Last season everyone made tons of noise about Anthony Davis, having a Freshman season, especially on defensive dominance terms, few have managed before. This year, Jeff Withey, the senior center for the Kansas Jayhawks, is having an arguably better year.
No one is saying Withey is better than Davis, but the resemblance between the productions so far, through the first 13 games of the season, do raise an eyebrow or two. Last season, Davis was averaging 4.5 blocks and only 2.2 personal fouls per game. He ended up with 4.7 rejections per game. This season, Withey, leading Kansas to a 12-1 start (#6 in the nation), is averaging 5.2 blocks per game with only 1.2 fouls.
Withey is probably not the player Anothony Davis is, although Davis is having a harder time in the pros than some expected from the teenager who decided that one year of winning everything possible in College Basketball was enough for him. He’s averaging 13.7 points with 8.9 rebounds, but it’s going to take him some time before he becomes the defensive presence many believe he should become.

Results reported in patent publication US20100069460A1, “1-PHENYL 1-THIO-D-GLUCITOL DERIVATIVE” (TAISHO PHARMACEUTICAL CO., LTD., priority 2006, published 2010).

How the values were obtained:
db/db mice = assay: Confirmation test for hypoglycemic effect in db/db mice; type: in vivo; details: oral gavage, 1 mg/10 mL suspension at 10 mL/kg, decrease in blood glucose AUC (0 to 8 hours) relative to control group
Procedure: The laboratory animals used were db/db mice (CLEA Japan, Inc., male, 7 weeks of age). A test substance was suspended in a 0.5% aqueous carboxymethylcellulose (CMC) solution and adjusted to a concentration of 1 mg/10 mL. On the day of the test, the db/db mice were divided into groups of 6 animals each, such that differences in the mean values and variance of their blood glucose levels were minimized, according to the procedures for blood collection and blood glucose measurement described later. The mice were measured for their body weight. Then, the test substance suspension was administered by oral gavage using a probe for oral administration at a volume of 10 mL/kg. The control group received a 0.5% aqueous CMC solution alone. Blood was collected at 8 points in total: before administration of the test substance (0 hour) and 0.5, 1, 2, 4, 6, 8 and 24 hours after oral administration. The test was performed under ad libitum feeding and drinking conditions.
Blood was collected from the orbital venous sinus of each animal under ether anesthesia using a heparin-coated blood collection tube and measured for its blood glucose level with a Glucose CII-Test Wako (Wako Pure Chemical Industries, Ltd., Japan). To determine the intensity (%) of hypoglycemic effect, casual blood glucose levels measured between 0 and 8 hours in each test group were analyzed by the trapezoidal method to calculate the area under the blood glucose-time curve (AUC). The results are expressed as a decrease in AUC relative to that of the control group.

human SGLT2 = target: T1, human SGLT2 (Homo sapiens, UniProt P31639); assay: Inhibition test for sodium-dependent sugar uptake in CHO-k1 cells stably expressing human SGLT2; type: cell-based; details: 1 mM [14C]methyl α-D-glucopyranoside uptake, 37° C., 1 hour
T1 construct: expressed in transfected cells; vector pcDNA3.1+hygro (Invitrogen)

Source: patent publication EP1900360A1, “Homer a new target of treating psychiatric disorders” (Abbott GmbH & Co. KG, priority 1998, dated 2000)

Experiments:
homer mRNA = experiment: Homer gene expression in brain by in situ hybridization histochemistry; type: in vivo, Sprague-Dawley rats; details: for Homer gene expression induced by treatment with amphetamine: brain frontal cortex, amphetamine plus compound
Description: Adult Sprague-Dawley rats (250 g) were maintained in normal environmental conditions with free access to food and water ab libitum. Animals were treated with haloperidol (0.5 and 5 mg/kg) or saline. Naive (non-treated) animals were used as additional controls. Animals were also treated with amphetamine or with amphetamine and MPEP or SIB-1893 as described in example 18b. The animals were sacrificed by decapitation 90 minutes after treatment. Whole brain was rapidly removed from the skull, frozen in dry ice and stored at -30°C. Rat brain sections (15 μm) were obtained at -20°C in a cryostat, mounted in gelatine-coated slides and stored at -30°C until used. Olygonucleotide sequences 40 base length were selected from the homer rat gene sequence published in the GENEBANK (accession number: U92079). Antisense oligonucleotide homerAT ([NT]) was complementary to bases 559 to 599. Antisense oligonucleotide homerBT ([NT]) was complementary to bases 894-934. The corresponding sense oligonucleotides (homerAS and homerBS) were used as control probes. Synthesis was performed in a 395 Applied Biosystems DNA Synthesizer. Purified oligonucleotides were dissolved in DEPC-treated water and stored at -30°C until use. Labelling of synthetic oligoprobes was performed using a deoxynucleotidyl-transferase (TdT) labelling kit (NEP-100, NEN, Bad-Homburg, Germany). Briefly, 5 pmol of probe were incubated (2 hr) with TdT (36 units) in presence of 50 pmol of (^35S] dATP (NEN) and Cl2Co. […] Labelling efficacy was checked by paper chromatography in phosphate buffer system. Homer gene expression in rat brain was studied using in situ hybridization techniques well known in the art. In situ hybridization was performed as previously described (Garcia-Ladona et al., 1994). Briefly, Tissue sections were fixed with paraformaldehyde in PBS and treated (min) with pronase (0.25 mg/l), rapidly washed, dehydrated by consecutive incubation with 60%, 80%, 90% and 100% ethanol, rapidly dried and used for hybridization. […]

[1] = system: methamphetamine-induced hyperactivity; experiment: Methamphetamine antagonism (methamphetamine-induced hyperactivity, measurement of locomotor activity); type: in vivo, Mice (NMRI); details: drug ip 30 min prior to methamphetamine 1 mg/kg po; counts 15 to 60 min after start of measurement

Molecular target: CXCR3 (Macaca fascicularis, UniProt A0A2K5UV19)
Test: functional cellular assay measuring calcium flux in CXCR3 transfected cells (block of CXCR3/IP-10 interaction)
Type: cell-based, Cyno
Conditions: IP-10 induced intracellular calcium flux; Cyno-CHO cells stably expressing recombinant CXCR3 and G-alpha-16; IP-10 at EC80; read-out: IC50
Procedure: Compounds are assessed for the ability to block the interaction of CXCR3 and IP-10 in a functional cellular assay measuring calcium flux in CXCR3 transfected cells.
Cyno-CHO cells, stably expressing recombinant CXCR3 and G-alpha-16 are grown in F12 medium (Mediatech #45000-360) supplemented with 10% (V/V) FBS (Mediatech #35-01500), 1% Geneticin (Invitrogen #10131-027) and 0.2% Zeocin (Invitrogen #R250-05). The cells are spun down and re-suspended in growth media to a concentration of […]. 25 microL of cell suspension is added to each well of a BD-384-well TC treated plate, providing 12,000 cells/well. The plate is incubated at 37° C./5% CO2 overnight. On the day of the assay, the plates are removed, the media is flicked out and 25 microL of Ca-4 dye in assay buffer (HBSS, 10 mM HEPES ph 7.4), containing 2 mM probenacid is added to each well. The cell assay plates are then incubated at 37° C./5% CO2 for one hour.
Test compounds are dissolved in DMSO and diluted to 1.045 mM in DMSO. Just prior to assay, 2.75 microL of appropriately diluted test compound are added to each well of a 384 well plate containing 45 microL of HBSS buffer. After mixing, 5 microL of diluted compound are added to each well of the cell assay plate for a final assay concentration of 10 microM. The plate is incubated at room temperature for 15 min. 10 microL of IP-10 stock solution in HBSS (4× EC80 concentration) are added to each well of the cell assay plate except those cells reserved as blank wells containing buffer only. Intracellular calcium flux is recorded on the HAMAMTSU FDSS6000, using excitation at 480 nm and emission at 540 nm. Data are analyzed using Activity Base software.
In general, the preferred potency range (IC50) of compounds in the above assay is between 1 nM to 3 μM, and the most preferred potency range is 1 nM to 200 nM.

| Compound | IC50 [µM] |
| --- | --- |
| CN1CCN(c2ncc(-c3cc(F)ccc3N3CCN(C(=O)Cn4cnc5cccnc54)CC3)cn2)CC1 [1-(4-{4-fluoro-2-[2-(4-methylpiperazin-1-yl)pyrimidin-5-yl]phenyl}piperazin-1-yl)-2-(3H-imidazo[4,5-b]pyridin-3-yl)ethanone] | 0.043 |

But maybe it shouldn’t be such a surprise that Withey, also averaging 13.4 points and 8.2 rebounds this season, is having such a special defensive year. Remember the national title game last season? He helped hold Davis to only 1-10 from the field. He’s leading the nation with 19.7% blocking rate, but he led the nation, finishing ahead of Anthony Davis, last season as well.
While inside the paint Withey is as good as they come in College Basketball, there is one issue that might suggest why he’s never mentioned to be the same type of defensive juggernaut David was last season. Withey is simply too slow to guard fast players if you force him to with high pick n’ rolls, like Tom Izzo did in the game against Michigan State, their only loss of the season so far. While Withey is a very good defender against big men, there are ways to get around that problem when facing Kansas, if you have the right kind of tools.